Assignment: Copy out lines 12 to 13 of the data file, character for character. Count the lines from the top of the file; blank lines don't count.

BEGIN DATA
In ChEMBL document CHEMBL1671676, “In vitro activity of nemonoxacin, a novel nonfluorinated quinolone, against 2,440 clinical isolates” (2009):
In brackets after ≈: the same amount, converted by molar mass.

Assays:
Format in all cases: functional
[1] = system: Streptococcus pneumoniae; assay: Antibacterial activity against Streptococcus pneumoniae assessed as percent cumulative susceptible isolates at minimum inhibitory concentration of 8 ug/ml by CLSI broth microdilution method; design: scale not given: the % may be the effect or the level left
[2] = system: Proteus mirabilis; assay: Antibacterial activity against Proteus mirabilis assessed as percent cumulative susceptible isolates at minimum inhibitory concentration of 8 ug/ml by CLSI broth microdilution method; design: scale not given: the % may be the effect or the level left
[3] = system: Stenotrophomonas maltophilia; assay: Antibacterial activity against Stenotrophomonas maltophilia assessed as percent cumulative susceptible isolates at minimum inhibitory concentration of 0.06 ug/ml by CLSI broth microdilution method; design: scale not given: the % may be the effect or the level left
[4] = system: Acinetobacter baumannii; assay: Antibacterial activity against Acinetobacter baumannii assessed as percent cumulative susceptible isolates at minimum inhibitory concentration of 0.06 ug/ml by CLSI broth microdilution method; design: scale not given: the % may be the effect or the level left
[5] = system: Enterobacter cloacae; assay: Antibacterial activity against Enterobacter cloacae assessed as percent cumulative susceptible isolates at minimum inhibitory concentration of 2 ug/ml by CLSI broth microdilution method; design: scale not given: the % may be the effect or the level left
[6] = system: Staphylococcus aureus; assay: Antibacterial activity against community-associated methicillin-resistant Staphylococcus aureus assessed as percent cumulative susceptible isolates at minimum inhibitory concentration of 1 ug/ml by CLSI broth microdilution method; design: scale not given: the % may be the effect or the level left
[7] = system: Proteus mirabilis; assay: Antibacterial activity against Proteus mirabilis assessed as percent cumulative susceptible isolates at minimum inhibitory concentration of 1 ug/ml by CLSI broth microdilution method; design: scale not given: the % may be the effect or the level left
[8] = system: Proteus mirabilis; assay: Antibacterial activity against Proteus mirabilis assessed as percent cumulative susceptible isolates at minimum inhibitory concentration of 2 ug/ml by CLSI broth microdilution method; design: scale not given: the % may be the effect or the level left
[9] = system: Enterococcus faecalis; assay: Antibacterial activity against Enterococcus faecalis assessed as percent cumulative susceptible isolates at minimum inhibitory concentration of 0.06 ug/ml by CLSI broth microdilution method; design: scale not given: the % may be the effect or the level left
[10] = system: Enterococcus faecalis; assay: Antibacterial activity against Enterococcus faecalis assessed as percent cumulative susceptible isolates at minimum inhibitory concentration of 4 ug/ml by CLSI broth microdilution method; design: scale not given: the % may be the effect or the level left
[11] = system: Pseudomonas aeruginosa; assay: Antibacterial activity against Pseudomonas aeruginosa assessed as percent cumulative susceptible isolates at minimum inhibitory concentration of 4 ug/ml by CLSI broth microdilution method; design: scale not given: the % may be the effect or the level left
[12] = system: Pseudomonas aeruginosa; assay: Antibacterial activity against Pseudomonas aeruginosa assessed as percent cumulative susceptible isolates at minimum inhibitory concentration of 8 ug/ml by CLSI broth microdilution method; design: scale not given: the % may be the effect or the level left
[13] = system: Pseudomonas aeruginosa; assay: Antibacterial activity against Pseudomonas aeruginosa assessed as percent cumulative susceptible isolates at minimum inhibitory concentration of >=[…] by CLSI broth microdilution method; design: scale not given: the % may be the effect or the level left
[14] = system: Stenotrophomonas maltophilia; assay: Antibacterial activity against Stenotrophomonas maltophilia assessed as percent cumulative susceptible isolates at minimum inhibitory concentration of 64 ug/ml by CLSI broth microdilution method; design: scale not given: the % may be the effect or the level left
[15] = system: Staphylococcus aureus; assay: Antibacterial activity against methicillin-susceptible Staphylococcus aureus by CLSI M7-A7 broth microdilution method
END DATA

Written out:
[8] = system: Proteus mirabilis; assay: Antibacterial activity against Proteus mirabilis assessed as percent cumulative susceptible isolates at minimum inhibitory concentration of 2 ug/ml by CLSI broth microdilution method; design: scale not given: the % may be the effect or the level left
[9] = system: Enterococcus faecalis; assay: Antibacterial activity against Enterococcus faecalis assessed as percent cumulative susceptible isolates at minimum inhibitory concentration of 0.06 ug/ml by CLSI broth microdilution method; design: scale not given: the % may be the effect or the level left